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In four months, Texas parents have gotten $6.25 billion in advance child tax credit payments. And more is on the way

Contacting the IRS has been extra difficult this year. So if you need to stop your advance child tax credit payments or check a return -- go online.

TEXAS, USA — Did you get the math right on your taxes?  The Taxpayer Advocate at the IRS reports the agency has had to do about nine million math corrections on tax returns this year. That’s about 14 times as many mistakes as the year before.

Most of those math problems had to do with the pandemic economic stimulus payments. If you’re among the nine million who had errors on your return, you should get a "CP11" or "CP12" form notifying you.

Some complain their taxes are still being processed

Some filers have complained that their taxes have yet to be processed. Of course, the timing depends on when you filed. But if you mailed a return this year, or if your return requires review, the IRS says it has taken much longer than usual this year.

The Taxpayer Advocate says this tax filing season was a “perfect storm” because of the pandemic workplace challenges for the IRS, and those pandemic economic stimulus payments that complicated the taxes of many Americans.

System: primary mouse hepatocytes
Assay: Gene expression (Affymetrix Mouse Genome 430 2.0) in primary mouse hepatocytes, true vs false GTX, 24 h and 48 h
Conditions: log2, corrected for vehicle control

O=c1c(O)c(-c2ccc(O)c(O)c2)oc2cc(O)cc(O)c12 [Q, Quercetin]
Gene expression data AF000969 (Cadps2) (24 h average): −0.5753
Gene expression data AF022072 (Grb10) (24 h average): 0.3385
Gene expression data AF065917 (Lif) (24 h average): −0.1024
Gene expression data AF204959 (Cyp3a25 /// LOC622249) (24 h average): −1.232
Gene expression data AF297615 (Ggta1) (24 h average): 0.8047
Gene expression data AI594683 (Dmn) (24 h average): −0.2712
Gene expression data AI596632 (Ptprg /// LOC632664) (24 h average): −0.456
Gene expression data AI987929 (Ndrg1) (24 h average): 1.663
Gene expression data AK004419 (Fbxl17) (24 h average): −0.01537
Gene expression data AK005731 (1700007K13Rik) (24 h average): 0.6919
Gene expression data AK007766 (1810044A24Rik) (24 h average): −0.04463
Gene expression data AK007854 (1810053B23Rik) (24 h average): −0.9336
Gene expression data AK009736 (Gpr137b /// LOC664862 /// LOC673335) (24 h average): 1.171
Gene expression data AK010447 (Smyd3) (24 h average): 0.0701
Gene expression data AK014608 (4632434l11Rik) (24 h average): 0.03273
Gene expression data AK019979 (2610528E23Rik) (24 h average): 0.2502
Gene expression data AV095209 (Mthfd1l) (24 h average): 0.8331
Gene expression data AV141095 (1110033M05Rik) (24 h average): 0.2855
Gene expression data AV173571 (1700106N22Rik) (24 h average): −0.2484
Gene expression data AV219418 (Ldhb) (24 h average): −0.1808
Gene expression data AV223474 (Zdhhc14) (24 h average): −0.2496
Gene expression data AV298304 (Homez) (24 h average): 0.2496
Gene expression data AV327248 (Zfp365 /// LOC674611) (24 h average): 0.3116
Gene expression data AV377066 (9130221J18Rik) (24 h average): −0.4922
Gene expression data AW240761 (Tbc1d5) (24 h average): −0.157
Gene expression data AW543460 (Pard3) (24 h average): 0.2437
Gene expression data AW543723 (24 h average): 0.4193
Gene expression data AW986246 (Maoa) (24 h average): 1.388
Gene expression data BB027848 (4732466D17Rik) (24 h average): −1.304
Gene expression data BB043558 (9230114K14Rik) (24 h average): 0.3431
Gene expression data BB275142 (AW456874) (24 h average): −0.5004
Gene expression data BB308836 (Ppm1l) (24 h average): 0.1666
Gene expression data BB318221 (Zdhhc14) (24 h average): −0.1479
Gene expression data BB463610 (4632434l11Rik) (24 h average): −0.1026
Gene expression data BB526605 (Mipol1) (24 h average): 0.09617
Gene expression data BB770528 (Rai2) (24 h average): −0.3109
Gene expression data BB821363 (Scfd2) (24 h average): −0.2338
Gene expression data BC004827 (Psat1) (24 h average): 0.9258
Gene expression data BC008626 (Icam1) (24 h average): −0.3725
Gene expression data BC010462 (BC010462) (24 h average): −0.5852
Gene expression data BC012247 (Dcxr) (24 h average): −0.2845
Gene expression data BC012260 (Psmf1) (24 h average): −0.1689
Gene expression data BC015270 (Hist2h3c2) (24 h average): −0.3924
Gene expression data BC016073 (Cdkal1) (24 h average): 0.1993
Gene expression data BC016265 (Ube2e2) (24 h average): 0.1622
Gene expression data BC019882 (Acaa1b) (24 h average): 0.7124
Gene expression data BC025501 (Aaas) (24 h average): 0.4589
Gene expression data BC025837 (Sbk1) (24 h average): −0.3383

As of this summer, the tax agency had 35 million returns set aside to be manually processed -- that’s many times more than normal.

Still waiting? You can call. But you still may not get through

If you are waiting for a refund, you can still check your status online. If you have questions about the status of your refund or your return, you can also try calling. But that has not worked out well for many Americans this time around. 

According to a report on this year’s tax return processing, the IRS received a record 167,396,426 calls. Only 15,667,499 of those calls were answered, so just about 9% of callers got to speak to a live person.

Texas parents have gotten billions in advance child tax credit payments

Some happier tax news for many taxpayers: If you get the advance child tax credit payments, you should have just gotten the fourth installment. Those four payments combined have already put $6,250,001,000 into the pockets of Texas parents. That’s the second-most in the country, just behind California, where parents have received $6,941,939,000 in payments.   

Reminder: Those payments continue through December, but they are deducted from the full child tax credit that you would receive when you file taxes in 2022. 

Some parents have chosen to opt-out of the early payments, so they can save the full credit until next year. Here is some information about how and why someone might want to do that.